This is the second installment in our series spotlighting successful cetacean retirement, rehabilitation and release stories. Companies like SeaWorld claim that releasing orcas and dolphins to sanctuaries for retirement is dangerous, "irresponsible" and even impossible. However, these stories reveal the truth: that it is possible, and in the best interests of the cetaceans, to retire them permanently and even release them back into their wild ocean homes when possible.
Click here to read the first story.
Springer is British Columbia’s arguably most beloved Northern Resident orca. This female killer whale achieved local fame sixteen years ago when she became the first member of her species to be released into the wild and back into her pod after spending time in human captivity.
Locals first discovered Springer in January 2001, when reports circulated of a young orca in poor condition floating listlessly in the waters of Puget Sound. The orphaned whale quickly became talk of the town, with the Seattle Times even describing her as a whale with "bad skin, worms in her stool and bad breath."
Despite the fact that she was located in a highly-trafficked shipping area, not all parties wanted to intervene on Springer’s behalf. In The Springer File, non-profit organization Orca Conservancy outlines the overall Springer saga and some of the initial ideas that were floated for Springer’s fate. There were aquariums vying to add Springer to their collection of incarcerated animals. Some activists pushed to leave Springer alone entirely, with the vague hope that the sick whale would find a way to return to her family independently.
Luckily for Springer, not everybody thought the orca’s fate should be so black-or-white. A group of scientists and activists, spearheaded by Orca Conservancy, OrcaLab, and the Free Willy-Keiko Foundation and together called the Orphan Orca Fund, saw Springer’s plight as a chance to rehabilitate an ailing cetacean and return her to her habitat. Springer was in bad health, very young, and a considerable distance from her pod; all of these factors led to the group’s belief that the best thing for Springer would be a carefully-orchestrated intervention.
Senator Maria Cantwell and the Canadian Consulate in Seattle, and specifically Patrick Higgins, were all instrumental in turning the dreams into reality to help save Springer. With political momentum behind the effort, NOAA (the National Oceanic and Atmospheric Administration) was convinced to act.
The National Marine Fisheries Service team moved Springer from the Sound to a netted ocean enclosure in Manchester, Washington, where researchers focused not only on improving her physical condition but also on redirecting her skewed social inclinations, as she had adopted tendencies to play with boats and pieces of driftwood while lost for lack of other killer whales.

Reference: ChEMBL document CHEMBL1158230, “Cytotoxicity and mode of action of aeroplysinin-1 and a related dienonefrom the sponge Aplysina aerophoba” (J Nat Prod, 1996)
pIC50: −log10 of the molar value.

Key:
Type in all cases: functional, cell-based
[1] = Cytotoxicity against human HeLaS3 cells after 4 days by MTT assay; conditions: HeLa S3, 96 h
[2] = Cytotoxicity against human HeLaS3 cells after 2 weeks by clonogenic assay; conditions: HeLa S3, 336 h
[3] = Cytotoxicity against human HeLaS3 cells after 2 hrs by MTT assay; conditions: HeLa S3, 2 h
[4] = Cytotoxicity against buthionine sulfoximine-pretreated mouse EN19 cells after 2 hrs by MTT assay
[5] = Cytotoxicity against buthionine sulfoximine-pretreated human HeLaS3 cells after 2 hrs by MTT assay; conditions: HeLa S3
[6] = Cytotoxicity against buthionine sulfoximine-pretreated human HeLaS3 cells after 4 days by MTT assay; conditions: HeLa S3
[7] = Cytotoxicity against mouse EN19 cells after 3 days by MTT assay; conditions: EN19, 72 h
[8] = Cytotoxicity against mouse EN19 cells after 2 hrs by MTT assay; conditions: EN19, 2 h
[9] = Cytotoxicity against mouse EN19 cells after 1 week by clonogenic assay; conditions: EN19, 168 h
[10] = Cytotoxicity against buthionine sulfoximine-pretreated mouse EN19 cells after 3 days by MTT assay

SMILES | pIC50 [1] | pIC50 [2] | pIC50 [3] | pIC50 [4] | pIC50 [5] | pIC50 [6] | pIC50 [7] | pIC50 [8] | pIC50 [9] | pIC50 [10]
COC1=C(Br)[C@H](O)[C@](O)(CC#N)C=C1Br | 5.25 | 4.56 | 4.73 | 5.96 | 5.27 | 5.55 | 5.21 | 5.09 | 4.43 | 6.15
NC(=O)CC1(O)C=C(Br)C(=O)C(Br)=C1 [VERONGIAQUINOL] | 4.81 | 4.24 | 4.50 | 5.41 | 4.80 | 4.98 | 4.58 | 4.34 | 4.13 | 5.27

While in human care, Springer was identified as a member of the A4 pod of Northern Resident killer whales of northern British Columbia, and was photographically matched to juvenile whale, A73, whose mother had died.
The decision to rehabilitate an animal as large as a killer whale did not come lightly. Funds had to be secured to cover a variety of major costs: the crane-barges needed to transport the whale, veterinary care, foam padding for the crane-barge, and of course, salmon. The Orphan Orca Fund, comprised of seven groups dedicated to returning Springer to the wild, contributed $66,000 in matching funds to secure these grants and the overall contributions to this project amounted to an “exceptional” effort.
In July 2002, Springer demonstrated enough significant progress and physical strength to be released back into Canadian waters. Her skin had cleared up, she had gained weight, and she could hunt. On the day that was announced for her release, some members of Springer’s family - the A4 pod, identified acoustically - appeared in the waters of Johnstone Strait of Vancouver Island, very close to where Springer was being held.
After months of effort, money, and a delayed release due to mechanical issues with a tugboat, Springer was finally allowed to go free. She quickly reunited with members of her family, finding a pod that included her grandmother and “distant cousins,” and in 2013, Springer delighted the conservation community with the arrival of a baby calf, Spirit (A104). Four years later, she gave birth to a second baby. And in June 2017, she was seen with calf number two!
On the subject of returning orcas to the wild, head of the Cetacean Research Program with Fisheries and Oceans Canada, John Ford, gave his approval to reintroduction efforts, saying:
"It gives us hope that if such an event happens in the future, provided that all the right bits are in place—that is, knowing who the animal is and what group it comes from—that these kinds of efforts can be successful."
Keep checking out our Freeding Dolphins and Whales from Captivity campaign page for our next installment of our successful rehabilitation and release stories.
Pictured is Springer with her calf in the summer of 2017, by Lisa Spaven, Department of Fisheries and Oceans Canada.